Nepal and relations between Tibetan and Nepalese scholars.
Tibet has very important collections of Nepalese Buddhist Sanskrit manuscripts. They
are also preserved in some places in China as well although those manuscripts are few in
number. Due to religious, cultural and commercial relationship between Nepal and Tibet, a
great bulk of Nepalese Buddhist manuscripts reached there. There are monasteries where
Nepalese manuscripts are in their collection. For an instance, Tibet's gNor monastery has
Nepalese palm leaf manuscripts in its collection. In East Asia, China and Japan have Nepalese
Buddhist manuscripts in their collection. However, Korea never showed up with such interests
to set up a repository of Sanskrit Buddhist manuscripts in spite of the fact that Buddhism is
deeply rooted in Korean society and culture.
Prof. Max Muller believes that during the middle-ages innumerable manuscripts were
taken from India to China. A bulk of Sanskrit Buddhist texts reached China via Central Asia
long before the seventh century of our era. Since the first century onwards, Chinese pilgrims
as well as expatriate Buddhists took thousands of volumes of Sanskrit manuscripts to China.45
Huen-tsang alone took 657 Buddhist texts from India.46 Buddhist scholars like Ahn Shih-kao,
Kumarajiva, Buddhabhadra, Fa-hsien and others translated important Buddhist texts into
Chinese. The earlier translated texts include – Ratnakuta Sūtra, Lalitvistara Sūtra (P’u Yao-
ching), Śuvarnaprabhāśa Sūtra, Daśabhūmika Sūtra and so on.47
Buddhist texts in Sanskrit which reached from Nepal and India became popular in
China. They were looked upon very sacred, full of mysteries and significant; and therefore as
the most precious relics. The monks performed incantations to expel demons, rescue souls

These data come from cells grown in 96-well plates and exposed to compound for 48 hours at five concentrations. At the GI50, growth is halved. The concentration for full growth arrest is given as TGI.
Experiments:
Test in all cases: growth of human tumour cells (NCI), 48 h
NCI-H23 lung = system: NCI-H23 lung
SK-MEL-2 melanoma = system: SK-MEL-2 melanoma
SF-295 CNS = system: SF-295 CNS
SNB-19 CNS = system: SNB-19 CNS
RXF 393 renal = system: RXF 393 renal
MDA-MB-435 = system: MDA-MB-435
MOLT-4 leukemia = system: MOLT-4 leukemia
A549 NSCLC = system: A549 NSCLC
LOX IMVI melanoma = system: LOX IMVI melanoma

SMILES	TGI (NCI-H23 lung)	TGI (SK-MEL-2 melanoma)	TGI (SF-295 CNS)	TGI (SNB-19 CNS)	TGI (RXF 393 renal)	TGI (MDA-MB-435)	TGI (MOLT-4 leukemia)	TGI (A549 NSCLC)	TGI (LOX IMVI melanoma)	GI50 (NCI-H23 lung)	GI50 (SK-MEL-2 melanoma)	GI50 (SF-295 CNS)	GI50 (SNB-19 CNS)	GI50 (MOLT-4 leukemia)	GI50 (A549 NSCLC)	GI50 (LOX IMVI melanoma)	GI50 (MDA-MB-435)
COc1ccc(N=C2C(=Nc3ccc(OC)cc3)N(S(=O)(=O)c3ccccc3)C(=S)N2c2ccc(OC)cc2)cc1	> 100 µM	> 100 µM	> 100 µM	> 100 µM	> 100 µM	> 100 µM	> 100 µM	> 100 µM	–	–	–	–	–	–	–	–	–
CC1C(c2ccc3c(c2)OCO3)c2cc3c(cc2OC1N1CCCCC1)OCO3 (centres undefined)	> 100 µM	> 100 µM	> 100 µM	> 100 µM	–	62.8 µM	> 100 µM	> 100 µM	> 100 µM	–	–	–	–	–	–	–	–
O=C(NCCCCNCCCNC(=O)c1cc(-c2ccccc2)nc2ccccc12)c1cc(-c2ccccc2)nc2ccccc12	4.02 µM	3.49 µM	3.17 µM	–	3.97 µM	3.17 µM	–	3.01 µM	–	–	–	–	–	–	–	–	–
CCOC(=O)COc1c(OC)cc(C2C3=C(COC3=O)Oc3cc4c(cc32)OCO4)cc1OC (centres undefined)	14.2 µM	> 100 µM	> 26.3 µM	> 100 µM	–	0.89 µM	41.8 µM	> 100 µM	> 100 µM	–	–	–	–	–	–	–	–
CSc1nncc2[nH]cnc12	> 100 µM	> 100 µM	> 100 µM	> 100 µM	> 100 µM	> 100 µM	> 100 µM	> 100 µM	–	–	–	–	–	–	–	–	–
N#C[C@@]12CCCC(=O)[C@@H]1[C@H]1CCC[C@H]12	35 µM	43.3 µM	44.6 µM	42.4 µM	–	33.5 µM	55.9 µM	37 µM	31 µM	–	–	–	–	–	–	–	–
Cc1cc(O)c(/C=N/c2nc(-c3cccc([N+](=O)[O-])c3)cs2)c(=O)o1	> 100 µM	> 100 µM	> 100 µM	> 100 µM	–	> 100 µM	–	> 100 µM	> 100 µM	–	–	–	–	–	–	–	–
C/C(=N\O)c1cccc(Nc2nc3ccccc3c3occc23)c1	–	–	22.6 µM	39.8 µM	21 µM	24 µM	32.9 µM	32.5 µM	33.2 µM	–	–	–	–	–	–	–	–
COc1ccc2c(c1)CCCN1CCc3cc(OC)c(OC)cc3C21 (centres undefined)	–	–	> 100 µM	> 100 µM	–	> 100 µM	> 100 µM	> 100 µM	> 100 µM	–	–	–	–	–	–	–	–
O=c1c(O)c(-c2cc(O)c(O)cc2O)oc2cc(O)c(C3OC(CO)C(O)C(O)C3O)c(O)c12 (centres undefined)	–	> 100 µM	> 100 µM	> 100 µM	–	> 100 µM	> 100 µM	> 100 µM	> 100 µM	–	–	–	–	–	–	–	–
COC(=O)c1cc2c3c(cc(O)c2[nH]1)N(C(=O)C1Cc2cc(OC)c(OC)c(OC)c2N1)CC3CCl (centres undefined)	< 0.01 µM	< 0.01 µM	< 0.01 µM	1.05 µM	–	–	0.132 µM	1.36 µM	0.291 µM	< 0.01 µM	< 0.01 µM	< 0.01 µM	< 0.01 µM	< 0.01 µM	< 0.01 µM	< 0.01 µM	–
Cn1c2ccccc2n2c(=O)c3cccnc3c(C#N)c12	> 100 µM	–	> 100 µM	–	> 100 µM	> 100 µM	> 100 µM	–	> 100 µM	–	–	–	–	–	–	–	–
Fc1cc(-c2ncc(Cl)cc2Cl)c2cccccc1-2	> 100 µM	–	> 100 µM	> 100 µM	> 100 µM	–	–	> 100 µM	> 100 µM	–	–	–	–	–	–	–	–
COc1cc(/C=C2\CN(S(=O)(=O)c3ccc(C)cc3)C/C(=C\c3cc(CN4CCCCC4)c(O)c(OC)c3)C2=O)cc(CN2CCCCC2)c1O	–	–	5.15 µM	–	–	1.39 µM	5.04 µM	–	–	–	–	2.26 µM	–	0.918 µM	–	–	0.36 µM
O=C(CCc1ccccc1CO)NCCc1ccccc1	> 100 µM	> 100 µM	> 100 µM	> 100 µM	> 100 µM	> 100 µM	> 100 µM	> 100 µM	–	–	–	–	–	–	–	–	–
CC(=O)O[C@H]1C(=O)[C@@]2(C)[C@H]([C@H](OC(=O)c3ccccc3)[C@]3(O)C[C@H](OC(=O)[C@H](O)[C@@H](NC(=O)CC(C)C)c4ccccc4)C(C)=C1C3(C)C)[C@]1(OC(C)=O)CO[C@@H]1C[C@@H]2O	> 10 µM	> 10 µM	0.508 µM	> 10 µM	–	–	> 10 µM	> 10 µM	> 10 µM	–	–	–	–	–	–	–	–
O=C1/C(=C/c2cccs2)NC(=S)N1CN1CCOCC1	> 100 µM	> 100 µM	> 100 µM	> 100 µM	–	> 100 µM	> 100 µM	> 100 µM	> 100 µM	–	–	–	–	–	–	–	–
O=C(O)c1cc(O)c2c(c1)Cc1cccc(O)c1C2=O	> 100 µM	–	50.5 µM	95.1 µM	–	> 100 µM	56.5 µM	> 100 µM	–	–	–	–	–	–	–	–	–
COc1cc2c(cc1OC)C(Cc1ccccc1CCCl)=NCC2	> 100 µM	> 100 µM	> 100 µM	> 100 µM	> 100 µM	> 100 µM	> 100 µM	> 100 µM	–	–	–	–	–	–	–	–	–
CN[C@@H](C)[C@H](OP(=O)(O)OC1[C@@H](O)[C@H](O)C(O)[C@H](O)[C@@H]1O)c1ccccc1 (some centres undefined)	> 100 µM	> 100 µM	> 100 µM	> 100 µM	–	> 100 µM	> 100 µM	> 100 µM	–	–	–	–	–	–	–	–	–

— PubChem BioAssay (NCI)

from hell, bring down rain on the earth, cope with calamities etc.48

45
The notable persons to collect Sanskrit manuscripts and took to China were Ahn Shi-kau, Chi-tsin, Chi-mang,
Dharmaraksha (Fa-hou), Kumarajiva, Fa-hsien, Sun-yun and many others.
46
F. Max Muller, ‘On Sanskrit Texts Discovered in Japan’, p. 155.
47
Also see for details: Lancaster et al, f. n. no. 40.
48
Max Muller, f. n. no. 46, p. 158.
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Sanskrit manuscripts were so important that they preserved carefully and almost
worshipped. In connection with Sanskrit manuscripts in China, it is worth mentioning about a
text of Sukhāvativyūha Sūtra in the possession of Prof. Max Muller given by a Japanese
scholar Ishikawa Shuntai. It is a Sanskrit text carried from Nepal to China and from China to
Japan, written in the Newārī alphabet with a Chinese translation, and transliteration in
Japanese. Its content differs to other Sukhāvativyūha Sūtra texts from Nepal preserved in the
Royal Asiatic Society - London, Bibliotheque Nationale, Asiatique Societé, Cambridge
University library and Bodleian Library.49
Prof. H. H. Wilson opines that Sanskrit texts of which the Chinese translations had
been recovered might still be found in the monasteries of China. A large numbers of Sanskrit